Atheism: the Faith of “Atomism”Go to the source for more.
by Dave Armstrong
"It’s currently fashionable for atheists to deny that a universe without God is caused by “pure chance” or “randomly colliding atoms,” as their earlier forebears might have boldly and proudly described it.
Yet natural “laws” somehow attained their remarkable organizing abilities. One either explains them by natural laws or by humbly bowing to divine teleology at some point, as an explanation every bit as plausible as materialism (everything being supposedly “explained” by purely material processes).
Matter essentially “becomes god” in the atheist / materialist view; it has the inherent ability to do everything by itself: a power that Christians believe God caused, by putting these potentialities and actual characteristics into matter and natural laws, as their ultimate Creator and ongoing Preserver and Sustainer.
The atheist places extraordinary faith in matter – arguably far more faith than we place in God, because it is much more difficult to explain everything that god-matter does by science alone.
Indeed, this is a faith of the utmost non-rational, childlike kind. It is quite humorous, then, to observe the constant charge that we Christians are the ones who have a blind, “fairy tale,” gullible, faith, as opposed to self-described “rational, intellectual, sophisticated” atheists.
Atheist belief is a kind of polytheistic idolatry of the crudest, most primitive sort, putting to shame the colorful worship of the ancient Babylonians, Philistines, Aztecs, and other groups. They believed that their silver amulets and wooden idols could make the sun shine or defeat an enemy or cause crops to flourish.
The polytheistic materialist, on the other hand, is far more religious than that. He thinks that trillions of his atom-gods and their distant relatives, the cell-gods, can make absolutely everything in the universe occur, by their own power, possessed eternally either in full or (who knows how?) in inevitably unfolding potentiality.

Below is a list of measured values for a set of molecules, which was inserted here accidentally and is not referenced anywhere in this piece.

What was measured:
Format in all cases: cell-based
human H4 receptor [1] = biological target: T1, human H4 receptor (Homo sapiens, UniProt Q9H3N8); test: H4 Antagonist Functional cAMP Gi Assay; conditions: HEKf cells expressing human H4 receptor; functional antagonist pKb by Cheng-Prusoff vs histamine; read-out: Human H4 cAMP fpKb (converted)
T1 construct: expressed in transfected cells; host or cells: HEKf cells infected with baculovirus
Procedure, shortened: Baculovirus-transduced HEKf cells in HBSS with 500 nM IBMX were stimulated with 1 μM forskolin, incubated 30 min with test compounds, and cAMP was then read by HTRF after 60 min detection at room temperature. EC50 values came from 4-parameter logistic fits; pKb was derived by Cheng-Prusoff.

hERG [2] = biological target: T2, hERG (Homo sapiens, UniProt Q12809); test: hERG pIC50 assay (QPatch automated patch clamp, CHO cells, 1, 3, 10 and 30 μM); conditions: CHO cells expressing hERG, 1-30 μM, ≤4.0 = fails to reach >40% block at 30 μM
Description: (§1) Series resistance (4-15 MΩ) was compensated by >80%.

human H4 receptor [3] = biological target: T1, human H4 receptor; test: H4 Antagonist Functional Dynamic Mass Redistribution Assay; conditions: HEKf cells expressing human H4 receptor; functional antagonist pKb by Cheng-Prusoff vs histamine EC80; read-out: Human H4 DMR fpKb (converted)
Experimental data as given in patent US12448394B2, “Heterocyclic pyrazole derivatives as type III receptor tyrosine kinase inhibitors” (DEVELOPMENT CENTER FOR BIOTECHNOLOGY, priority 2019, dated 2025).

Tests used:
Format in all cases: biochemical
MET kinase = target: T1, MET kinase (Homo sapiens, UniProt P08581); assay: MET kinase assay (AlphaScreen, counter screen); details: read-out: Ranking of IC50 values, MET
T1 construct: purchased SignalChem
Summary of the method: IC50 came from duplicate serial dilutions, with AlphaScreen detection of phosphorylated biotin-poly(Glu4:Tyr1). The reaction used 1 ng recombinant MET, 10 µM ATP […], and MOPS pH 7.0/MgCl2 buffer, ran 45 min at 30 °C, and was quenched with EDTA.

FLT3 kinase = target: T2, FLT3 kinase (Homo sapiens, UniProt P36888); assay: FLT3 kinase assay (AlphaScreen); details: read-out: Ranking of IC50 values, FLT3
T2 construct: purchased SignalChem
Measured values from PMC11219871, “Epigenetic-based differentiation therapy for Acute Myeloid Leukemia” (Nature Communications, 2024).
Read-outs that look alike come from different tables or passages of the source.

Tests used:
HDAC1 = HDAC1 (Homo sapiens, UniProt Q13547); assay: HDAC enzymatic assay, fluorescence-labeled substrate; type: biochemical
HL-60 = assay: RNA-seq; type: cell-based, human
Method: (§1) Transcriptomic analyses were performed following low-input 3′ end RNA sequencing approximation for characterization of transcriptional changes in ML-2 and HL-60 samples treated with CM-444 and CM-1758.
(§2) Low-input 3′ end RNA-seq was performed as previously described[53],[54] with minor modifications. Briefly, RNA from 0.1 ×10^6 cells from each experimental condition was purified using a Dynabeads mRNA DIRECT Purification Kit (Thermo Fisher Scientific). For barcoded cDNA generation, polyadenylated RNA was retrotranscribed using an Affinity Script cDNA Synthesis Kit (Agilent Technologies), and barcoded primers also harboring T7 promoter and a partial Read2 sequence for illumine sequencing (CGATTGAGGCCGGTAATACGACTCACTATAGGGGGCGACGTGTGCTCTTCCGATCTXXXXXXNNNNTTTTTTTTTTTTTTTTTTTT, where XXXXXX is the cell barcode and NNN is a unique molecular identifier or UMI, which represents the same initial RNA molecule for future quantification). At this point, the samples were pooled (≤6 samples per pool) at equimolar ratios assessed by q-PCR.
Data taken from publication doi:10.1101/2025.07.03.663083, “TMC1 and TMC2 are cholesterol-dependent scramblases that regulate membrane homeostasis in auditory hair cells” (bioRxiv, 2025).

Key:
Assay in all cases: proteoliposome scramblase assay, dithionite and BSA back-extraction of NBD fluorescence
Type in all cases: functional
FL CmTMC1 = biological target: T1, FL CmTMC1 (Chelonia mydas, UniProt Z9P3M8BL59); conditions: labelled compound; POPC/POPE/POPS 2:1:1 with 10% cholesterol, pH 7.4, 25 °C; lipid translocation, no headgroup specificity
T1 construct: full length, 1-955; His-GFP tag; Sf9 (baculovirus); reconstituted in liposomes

One might call this (to coin a phrase) Atomism (“belief that the atom is God”). Trillions of omnipotent, omniscient atoms can do absolutely everything that the Christian God can do, and for little or no reason that anyone can understand (i.e., why and how the atom-god came to possess such powers in the first place). The Atomist openly and unreservedly worships his trillions of gods, with the most perfect, trusting, non-rational faith imaginable. He or she is what sociologists call a “true believer.”
Oh, and we mustn’t forget the time-goddess. She is often invoked in worshipful, reverential, awe-inspiring terms as the be-all, end-all explanation for things inexplicable, as if by magic her very incantation rises to an explanatory level sufficient to shut up any silly Christian, who is foolish enough to believe in one God rather than trillions. The time-goddess is the highest in the ranks of the Atomist’s wonderfully varied hierarchy of gods (sort of the “Zeus” of Atomism). One might call this belief Temporalism.
Atomism is a strong, fortress-like faith. It is often said that it “must be” what it is. The Atomist reverses the error of the Gnostic heretics. They thought spirit was great and that matter was evil. Atomists think matter is great (and god) and spirit is not only “evil” (metaphorically speaking), but beyond that: non-existent.
Atomists may and do differ on secondary issues, just as the various ancient polytheistic cultures differed on quibbling details (which god could do what, which material made for a better idol, etc.), but despite all, they inevitably came out on the side of polytheistic idolatry, with crude material gods, and against spiritual monotheism.
Some Atomist utterances even have the “ring” of Scriptures; for example, urgings of an appropriate humility regarding man’s opinion of his own importance, because the universe is so large, and we are so small, as if, somehow, largeness itself is some sort of inherently God-like quality. One Atomist informed me that “order is in the eye of the beholder.” That reminded me of the biblical Proverbs (perhaps he was the Atomist equivalent of Solomon).
Yet in Atomism, each person is gods too, because he is made up of trillions of atom-gods and cell-gods. When you get trillions of gods all together in one place, it stands to reason that they can corporately perceive the order of which any one of them individually is capable of producing.
Within the Atomist faith-paradigm, this make perfect sense. But for one outside their circle of religious faith, it may not (just to warn the devout, faithful Atomist that others of different, much more rational, faiths may not think such things as “obvious” as they do). The Atomist – ever-inventive and childlike – manages to believe any number of things, in faith, without the unnecessary addition of mere explanation."
There are also the myths of Atheist-Atomism: evolution, abiogenesis, and the multiverse, as well as the mutually contradictory determinism and agency/intellect/free will. These are necessary magical beliefs which are essential myths (without a shred of material evidence existing or even possible) for sustaining the belief in Atheism and its handmaiden, Materialism.